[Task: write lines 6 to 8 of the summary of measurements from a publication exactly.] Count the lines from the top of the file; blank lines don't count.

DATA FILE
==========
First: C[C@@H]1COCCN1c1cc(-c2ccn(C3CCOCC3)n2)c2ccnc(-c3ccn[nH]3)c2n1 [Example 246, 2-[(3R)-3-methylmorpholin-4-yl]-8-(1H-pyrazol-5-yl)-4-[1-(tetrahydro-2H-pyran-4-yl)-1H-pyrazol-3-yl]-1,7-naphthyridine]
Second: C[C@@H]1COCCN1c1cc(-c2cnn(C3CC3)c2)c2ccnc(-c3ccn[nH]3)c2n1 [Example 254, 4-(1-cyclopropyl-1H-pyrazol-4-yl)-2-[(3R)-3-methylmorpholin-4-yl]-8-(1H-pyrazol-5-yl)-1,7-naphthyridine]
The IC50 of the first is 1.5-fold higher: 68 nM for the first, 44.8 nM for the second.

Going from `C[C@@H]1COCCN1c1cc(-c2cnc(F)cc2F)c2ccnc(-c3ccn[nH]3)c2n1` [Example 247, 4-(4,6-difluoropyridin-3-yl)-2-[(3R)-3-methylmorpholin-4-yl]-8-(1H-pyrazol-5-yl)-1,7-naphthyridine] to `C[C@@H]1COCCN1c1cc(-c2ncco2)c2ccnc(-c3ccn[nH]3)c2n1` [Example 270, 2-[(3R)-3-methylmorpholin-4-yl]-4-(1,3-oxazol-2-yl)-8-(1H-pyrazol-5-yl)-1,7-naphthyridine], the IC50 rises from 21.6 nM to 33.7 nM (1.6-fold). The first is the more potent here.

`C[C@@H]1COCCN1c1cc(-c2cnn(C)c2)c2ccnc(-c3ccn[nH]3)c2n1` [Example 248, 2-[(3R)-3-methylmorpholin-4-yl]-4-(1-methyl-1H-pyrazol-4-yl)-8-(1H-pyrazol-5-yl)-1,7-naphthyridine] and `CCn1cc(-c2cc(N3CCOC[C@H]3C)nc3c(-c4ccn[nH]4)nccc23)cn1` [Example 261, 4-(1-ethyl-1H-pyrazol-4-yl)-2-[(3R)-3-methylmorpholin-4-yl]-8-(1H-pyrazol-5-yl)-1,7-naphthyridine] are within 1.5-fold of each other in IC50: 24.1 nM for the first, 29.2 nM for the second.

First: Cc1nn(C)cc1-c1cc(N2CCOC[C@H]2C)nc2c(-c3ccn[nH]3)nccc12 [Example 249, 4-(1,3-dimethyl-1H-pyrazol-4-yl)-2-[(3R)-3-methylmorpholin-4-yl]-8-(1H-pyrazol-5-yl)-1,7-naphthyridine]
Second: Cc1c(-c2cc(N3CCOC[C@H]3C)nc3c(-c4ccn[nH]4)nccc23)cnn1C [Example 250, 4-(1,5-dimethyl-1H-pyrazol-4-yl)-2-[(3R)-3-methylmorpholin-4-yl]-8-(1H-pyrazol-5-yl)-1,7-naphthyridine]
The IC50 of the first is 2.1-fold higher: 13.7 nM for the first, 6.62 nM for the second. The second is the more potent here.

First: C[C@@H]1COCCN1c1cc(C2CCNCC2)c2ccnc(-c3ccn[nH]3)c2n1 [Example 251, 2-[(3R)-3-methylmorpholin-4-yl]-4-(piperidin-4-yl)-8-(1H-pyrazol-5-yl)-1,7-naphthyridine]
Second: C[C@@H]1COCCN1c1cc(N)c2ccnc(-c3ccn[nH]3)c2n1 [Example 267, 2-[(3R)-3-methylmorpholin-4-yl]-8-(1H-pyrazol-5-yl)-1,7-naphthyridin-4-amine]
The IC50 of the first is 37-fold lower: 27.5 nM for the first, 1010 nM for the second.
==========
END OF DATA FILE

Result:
First: Cc1nn(C)cc1-c1cc(N2CCOC[C@H]2C)nc2c(-c3ccn[nH]3)nccc12 [Example 249, 4-(1,3-dimethyl-1H-pyrazol-4-yl)-2-[(3R)-3-methylmorpholin-4-yl]-8-(1H-pyrazol-5-yl)-1,7-naphthyridine]
Second: Cc1c(-c2cc(N3CCOC[C@H]3C)nc3c(-c4ccn[nH]4)nccc23)cnn1C [Example 250, 4-(1,5-dimethyl-1H-pyrazol-4-yl)-2-[(3R)-3-methylmorpholin-4-yl]-8-(1H-pyrazol-5-yl)-1,7-naphthyridine]
The IC50 of the first is 2.1-fold higher: 13.7 nM for the first, 6.62 nM for the second. The second is the more potent here.